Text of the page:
So the Obama Administration is urging the leadership in Bahrain and Saudi Arabia to show restraint when responding to the civil rights movements that have been pushing on across Northern Africa, and specifically in Bahrain.
US Secretary of State Hillary Rodham Clinton has been Tunisia and Egypt, speaking to the uprisings in Bahrain specifically. From MSNBC:
Clinton called the situation "alarming" and said Bahrain and neighbors were on "the wrong track" by trying to quell unrest with troops instead of reform. Bahrain's majority Shia population has been chafing for years under the absolute rule of a Sunni monarchy and, emboldened by revolts in Tunisia and Egypt, has begun to more forcefully call for changes.
"We have deplored the use of force," Clinton told reporters in Cairo before flying to Tunis. "We have said not only to the Bahrainis but to our Gulf partners that we do not think security is the answer to what is going on."
Clinton's focus on Bahrain stems from their government's recent crackdown on the uprisings. This from Al Jazeera English:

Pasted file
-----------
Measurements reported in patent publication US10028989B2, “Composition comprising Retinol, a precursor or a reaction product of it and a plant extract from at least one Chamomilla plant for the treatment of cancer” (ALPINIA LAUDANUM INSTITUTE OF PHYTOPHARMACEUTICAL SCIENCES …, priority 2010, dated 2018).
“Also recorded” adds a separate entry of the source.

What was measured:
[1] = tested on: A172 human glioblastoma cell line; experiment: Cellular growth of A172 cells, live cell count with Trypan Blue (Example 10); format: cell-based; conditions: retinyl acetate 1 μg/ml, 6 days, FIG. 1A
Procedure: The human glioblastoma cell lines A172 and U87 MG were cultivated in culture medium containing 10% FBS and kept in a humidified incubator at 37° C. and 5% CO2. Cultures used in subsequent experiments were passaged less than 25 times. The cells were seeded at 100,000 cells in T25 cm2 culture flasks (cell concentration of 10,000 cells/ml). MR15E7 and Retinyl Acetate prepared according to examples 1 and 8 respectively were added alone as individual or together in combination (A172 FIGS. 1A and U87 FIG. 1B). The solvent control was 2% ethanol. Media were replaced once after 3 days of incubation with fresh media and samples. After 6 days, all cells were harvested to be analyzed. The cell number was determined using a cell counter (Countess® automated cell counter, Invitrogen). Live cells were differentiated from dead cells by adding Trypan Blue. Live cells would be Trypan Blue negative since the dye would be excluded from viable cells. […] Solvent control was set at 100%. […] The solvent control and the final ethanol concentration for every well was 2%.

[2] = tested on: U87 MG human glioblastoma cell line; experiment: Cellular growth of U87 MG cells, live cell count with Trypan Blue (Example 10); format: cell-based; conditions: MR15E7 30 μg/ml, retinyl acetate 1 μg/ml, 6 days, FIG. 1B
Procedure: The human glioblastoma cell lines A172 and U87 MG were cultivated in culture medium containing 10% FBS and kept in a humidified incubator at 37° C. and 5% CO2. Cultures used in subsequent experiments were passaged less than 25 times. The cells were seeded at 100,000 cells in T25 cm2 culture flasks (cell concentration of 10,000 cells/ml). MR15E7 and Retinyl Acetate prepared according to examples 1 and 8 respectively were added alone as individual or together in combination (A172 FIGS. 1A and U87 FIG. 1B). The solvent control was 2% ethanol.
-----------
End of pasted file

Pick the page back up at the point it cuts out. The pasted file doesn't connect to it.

Note from the video @0:45, "More than a thousand troops pouring in from Saudi Arabia." So we call for restraint on the part of these government forces, yet the U.S. has direct ties to Saudi Arabia's military.
Back in 2010, the U.S. announced plans to sell up to $60 billion worth of military aircraft to Saudi Arabia. The rationale for the sale:
Vershbow and Shapiro both stressed that bolstering Saudi Arabia's own defense capabilities would improve U.S. security in a vital part of the world where fears are growing over Iran's nuclear program.
"This is not solely about Iran," Shapiro said. "It's about helping the Saudis with their legitimate security needs ... they live in a dangerous neighborhood and we are helping them preserve and protect their security."
Vershbow said the sale would improve Saudi Arabia's ability to coordinate with the United States on shared security challenges "so it means we may have to station fewer forces on a continuing basis in the region."
Even if this sale was for militaristic aircrafts and not smaller arms used on the ground (like those seen recently in Bahrain), one can clearly see the connections between military contractors in the U.S. with Saudi Arabia's government. The contradictions are obvious enough. If we do not want Saudi Arabia to partake in the violent crackdown on citizens who are fighting for democratic rights, we should not be selling them the means to carry out violent crackdowns.